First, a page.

Reviewed by GREG KING

Director: Jalil Lespert

Stars: Pierre Niney, Guillaume Gallienne, Charlotte Le Bon, Laura Smet, Nikolai Kinski, Marie deVillepin, Ruben Alves, Alexandre Steiger.

Yves Saint Laurent is one of the iconic fashion designers of the 20th century, who had a colourful and turbulent life behind the scenes of the fashion world. There have been a couple of documentaries exploring his life and influence, including 2002’s Yves Saint Laurent: His Life And Times from director David Teboul, which have offered more insight into the designer’s complex personality that this rather superficial and shallow biopic.

This is actually one of two biopics on the famed fashion designer to be made at the same time, with French director Bertrand Bonello also delivering a film about Yves Saint Laurent, imaginatively titled Saint Laurent. But this one carries the badge of having been authorised by Pierre Berge, who was Saint Laurent’s business partner and long time companion and lover.

Yves Saint Laurent is based on the biography written by Laurence Benaim, but screenwriters Marie-Pierre Huster, Jalil Lespert and Jacques Fieschi have also drawn upon numerous other sources to try and flesh out this portrait of the style maven of French haute couture, who died in 2008.

The film opens in 1958 when the 21-year-old Saint Laurent joined the famed fashion house of Christian Dior, and upon the death of his mentor he took over responsibility for designing their clothing line. But at this time France was still embroiled in its war with Algeria, and when Saint Laurent was conscripted into the army he suffered a nervous breakdown. The resulting psychological problems would manifest themselves throughout his life with fits of manic depression, paranoia and temper tantrums. Most significantly though, he was fired from Dior. He was determined to establish his own clothing house, and with the advice and help of Berge he managed to do just that. Saint Laurent led a fairly hedonistic life style, and this rather unflattering, warts and all portrait looks at his excesses, including multiple sex partners and drugs, and it spans some 20 years.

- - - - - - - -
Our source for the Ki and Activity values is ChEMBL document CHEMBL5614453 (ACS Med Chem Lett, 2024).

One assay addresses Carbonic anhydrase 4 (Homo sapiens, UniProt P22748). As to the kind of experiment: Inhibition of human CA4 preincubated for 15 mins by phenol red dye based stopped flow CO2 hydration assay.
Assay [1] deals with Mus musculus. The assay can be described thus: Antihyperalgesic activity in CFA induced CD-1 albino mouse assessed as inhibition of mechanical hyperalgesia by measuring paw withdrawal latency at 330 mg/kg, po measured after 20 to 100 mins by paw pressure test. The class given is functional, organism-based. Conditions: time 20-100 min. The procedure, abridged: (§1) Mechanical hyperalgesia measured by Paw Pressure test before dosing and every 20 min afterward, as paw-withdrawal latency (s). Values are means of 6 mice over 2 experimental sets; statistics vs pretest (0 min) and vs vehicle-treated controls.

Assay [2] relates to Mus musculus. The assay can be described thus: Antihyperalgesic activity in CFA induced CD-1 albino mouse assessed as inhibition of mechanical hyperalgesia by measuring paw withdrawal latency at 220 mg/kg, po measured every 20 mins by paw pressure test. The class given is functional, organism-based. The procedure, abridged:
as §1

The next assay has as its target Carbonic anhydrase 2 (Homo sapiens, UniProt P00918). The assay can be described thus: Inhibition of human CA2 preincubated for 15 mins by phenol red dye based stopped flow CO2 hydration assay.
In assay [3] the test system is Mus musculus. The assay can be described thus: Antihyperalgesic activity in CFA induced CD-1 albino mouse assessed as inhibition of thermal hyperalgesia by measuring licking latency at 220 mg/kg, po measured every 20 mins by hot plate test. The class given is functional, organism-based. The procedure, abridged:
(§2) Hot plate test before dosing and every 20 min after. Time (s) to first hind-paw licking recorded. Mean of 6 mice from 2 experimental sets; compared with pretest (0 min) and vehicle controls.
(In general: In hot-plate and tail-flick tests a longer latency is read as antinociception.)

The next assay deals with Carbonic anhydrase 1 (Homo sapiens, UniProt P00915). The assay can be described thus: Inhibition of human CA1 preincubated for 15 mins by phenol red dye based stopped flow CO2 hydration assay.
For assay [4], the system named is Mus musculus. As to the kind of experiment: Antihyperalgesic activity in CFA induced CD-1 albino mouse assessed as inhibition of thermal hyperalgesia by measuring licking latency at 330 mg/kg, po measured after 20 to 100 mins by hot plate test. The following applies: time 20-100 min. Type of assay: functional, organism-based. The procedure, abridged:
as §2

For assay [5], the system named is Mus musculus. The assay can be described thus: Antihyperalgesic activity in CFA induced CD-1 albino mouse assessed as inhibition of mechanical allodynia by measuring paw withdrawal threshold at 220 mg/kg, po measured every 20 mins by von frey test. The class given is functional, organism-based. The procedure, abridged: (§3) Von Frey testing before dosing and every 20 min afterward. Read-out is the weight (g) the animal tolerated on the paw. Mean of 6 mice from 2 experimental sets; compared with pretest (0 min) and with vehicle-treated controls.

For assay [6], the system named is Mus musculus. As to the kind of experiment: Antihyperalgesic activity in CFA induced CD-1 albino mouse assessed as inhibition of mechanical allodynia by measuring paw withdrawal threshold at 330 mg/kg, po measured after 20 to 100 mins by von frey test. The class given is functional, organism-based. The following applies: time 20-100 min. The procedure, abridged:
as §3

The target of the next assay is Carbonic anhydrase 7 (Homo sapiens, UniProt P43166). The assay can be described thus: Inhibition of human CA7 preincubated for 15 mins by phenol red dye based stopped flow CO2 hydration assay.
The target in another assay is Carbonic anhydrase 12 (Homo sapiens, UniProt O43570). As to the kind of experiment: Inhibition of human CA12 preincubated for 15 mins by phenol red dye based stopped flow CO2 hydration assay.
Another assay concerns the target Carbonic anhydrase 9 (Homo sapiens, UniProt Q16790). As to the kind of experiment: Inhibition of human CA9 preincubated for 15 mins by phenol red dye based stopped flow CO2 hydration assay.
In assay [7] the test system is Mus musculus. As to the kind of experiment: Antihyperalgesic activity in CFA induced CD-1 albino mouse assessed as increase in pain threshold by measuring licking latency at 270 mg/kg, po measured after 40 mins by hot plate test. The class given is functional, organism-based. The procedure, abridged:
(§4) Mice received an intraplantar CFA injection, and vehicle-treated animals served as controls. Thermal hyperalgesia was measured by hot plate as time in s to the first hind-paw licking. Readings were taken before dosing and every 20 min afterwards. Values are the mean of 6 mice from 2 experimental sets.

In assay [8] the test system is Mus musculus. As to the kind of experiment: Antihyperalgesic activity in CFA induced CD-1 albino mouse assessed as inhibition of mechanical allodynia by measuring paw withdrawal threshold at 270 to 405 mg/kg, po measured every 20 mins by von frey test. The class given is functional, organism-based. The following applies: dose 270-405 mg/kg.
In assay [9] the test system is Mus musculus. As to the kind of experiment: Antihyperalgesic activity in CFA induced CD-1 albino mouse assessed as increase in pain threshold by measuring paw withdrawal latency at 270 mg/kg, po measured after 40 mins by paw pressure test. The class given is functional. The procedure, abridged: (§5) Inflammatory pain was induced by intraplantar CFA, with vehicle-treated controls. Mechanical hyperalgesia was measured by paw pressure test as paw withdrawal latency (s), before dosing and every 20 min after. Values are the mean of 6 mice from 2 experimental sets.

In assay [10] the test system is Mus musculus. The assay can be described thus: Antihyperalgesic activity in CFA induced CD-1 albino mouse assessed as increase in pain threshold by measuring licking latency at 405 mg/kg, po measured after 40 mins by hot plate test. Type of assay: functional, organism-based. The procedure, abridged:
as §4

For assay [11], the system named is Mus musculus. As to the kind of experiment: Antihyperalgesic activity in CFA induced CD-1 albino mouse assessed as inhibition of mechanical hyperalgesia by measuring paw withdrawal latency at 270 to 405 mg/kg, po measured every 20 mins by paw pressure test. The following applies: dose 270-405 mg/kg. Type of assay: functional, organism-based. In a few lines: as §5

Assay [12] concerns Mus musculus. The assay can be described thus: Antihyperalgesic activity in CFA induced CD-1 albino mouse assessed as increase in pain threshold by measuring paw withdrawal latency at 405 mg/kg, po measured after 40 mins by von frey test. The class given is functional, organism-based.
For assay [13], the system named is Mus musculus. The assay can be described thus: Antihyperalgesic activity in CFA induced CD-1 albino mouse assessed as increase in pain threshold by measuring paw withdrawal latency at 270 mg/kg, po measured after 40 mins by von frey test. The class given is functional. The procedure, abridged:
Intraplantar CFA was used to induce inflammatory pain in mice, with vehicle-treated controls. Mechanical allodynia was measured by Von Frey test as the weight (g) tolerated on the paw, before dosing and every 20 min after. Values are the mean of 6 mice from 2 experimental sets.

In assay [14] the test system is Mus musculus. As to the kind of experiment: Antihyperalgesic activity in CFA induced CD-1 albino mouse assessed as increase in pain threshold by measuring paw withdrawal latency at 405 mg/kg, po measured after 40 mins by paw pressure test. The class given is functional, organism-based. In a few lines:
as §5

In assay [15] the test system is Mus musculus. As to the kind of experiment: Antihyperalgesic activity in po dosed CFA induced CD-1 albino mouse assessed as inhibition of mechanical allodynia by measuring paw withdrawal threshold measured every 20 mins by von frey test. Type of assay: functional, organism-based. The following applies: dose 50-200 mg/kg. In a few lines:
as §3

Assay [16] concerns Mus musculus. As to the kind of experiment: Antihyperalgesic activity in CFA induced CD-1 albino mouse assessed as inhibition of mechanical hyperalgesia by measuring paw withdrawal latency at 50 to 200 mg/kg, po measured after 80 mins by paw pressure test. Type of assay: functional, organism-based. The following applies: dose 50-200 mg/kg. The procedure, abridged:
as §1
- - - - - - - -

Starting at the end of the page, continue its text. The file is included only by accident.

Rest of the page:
The film is told from the perspective of Berge (played here by Guillaume Gallienne), who tried to keep him focused on his work, but as well as his successful fashion shows it looks at Saint Laurent’s turbulent private life and his personal demons. However, the film never really delivers any great insights into the character and he remains a bit of an enigma. There is a lengthy sojourn in Marrakech where the couple indulge in a hedonistic lifestyle of sex, drugs and parties, but this portion of the film proves the least interesting.

Pierre Niney (from Romantics Anonymous, etc) plays the eponymous fashion designer here and he certainly throws himself into the role, but it is a rather mannered performance that only scratches the surface of this fragile genius and his volatile and obsessive nature.

This is undoubtedly a handsomely mounted production that benefits from having been granted access to some of Saint Laurent’s actual costumes, which lends authenticity to certain scenes. Nonetheless, there are a few scenes depicting the glamour of fashion parades, and this aspect of the film will appeal to those with an interest in fashion. Thomas Hardmeier’s cinematography gives the film a glossy surface that goes with the superficial treatment of the character.

The director is former actor turned filmmaker Lespert (Tell No One, etc), but his handling of the material is fairly conventional. It remains to be seen whether the rival biopic will probe his life in more depth and detail than this disappointing effort.



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